In a frame rotating at the qubit frequency, the transmon Hamiltonian is given by
where terms rotating at twice the qubit frequency have been omitted. Here, \({\widetilde{{{\Omega }}}}_{x,y}\) are the IQcomponents of the drive after the displacement due to the microwave resonator^{48}. The i^{th} level of the transmon is denoted by \(\lefti\right\rangle\). The operators \({\hat{\sigma }}_{j,j1}^{x}=\sqrt{j}\left(\leftj\right\rangle \left\langle j1\right+\leftj1\right\rangle \left\langle j\right\right)\) and \({\hat{\sigma }}_{j,j1}^{y}=i\sqrt{j}\left(\leftj\right\rangle \left\langle j1\right\leftj1\right\rangle \left\langle j\right\right)\) couple adjacent energy levels. Therefore, Ω_{x}pulses at the resonance frequency ω_{01} drive rotations about the x − axis of the Bloch sphere spanned by \(\{\left0\right\rangle ,\left1\right\rangle \}\), see Fig. 1. The total area of the pulse envelope defines the rotation angle Θ. The rotation axis can be freely chosen in the xyplane by changing the phase of the drive signal ϕ. By selecting ϕ = nπ/2 (n = 0, 1, …) and Θ = π/2, ±X/2 and ±Y/2 singlequbit operations are realized.
Since transmons have a low anharmonicity, fast pulses with a wide frequency response lead to leakage out of the computational subspace defined by the two lowestlying energy eigenstates. This process is suppressed by derivative removal gates (DRAG)^{6,49,50}, designed to reduce leakage and phase errors caused by inadvertent driving of the \(\left1\right\rangle \leftrightarrow \left2\right\rangle\) transition. The firstorder DRAG correction (Fig. 1(a); dashed lines) to a Gaussian shaped pulse \({{{\Omega }}}_{x}(t)=A\exp \left\{{t}^{2}/(2{\sigma }^{2})\right\}\) with amplitude A and width σ, is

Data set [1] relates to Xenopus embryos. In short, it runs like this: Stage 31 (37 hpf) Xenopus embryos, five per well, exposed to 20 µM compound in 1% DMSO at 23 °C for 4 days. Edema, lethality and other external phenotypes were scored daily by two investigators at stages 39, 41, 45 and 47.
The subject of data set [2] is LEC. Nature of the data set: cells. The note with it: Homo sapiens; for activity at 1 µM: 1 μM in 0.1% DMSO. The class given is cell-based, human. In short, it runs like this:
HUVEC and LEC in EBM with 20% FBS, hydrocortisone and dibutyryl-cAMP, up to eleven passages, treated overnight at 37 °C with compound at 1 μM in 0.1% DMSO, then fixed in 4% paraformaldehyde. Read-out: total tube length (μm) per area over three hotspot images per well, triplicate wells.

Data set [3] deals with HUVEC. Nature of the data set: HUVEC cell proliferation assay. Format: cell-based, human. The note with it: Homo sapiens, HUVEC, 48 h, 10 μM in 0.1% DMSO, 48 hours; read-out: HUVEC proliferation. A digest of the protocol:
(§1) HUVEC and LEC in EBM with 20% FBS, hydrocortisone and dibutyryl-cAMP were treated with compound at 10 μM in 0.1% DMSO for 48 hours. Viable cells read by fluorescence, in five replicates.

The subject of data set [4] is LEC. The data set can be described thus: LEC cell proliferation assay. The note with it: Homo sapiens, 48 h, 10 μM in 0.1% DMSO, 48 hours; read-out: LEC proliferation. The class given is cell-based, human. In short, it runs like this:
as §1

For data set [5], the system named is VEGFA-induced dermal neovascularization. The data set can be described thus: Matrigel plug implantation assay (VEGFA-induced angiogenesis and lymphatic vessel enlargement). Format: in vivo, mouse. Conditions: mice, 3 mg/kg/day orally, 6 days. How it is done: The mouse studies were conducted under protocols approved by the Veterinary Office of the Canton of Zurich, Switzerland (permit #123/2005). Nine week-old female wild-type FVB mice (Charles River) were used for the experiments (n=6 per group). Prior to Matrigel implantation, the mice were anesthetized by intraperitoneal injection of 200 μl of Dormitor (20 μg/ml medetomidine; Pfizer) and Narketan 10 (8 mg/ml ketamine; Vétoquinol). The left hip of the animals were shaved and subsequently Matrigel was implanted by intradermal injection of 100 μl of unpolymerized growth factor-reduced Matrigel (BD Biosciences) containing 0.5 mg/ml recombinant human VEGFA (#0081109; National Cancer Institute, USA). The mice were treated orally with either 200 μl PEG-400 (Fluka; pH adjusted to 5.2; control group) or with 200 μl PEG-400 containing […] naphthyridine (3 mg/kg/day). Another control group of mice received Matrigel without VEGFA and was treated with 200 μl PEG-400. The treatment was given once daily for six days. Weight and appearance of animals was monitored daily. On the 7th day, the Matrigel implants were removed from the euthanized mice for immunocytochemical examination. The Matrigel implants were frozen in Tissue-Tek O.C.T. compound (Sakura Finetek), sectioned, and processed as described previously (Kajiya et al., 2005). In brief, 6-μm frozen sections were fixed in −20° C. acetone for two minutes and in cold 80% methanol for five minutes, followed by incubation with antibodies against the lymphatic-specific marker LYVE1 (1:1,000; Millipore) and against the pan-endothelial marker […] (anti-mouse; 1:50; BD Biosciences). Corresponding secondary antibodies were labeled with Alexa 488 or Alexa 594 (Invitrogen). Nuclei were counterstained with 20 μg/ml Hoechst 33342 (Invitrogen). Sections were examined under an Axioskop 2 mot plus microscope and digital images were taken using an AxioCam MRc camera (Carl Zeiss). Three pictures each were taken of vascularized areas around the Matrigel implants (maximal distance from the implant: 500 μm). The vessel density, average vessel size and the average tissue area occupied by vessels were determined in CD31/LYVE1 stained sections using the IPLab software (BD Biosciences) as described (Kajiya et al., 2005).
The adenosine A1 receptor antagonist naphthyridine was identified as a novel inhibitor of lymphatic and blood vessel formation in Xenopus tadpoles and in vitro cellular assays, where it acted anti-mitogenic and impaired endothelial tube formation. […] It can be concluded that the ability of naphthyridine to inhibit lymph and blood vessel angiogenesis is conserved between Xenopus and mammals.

The correction in the imaginary component of Ω_{DRAG}(t) with the scaling parameter β eliminates the spectral weight of the pulse at the \(\left1\right\rangle \leftrightarrow \left2\right\rangle\) transition.
Although being designed for fast, short gates DRAG fails to produce high fidelities when the gate duration is lower than ~ 10/Δ^{6}. To overcome this, either higherorder correction terms or pulses with more degrees of freedom have to be employed. To find suitable pulses we use a parameterization that applies a correction δ_{n} = a_{n} + ib_{n} at each point in time to a calibrated DRAG pulse, similar to common optimal control approaches^{17,51}. This results in a list of piecewiseconstant (PWC) control amplitudes
as shown in Fig. 1(a). The time discretization Δt is naturally given by the sampling rate of the AWG generating the pulse envelope. We use a Zurich Instruments HDAWG^{52} operating at a sampling rate of f_{s} = 2.4GS/s. The optimization parameters are the amplitude corrections a_{n} and b_{n} to the nth sample of Ω_{x} and Ω_{y}, respectively, with the initial guess a_{n} = b_{n} = 0.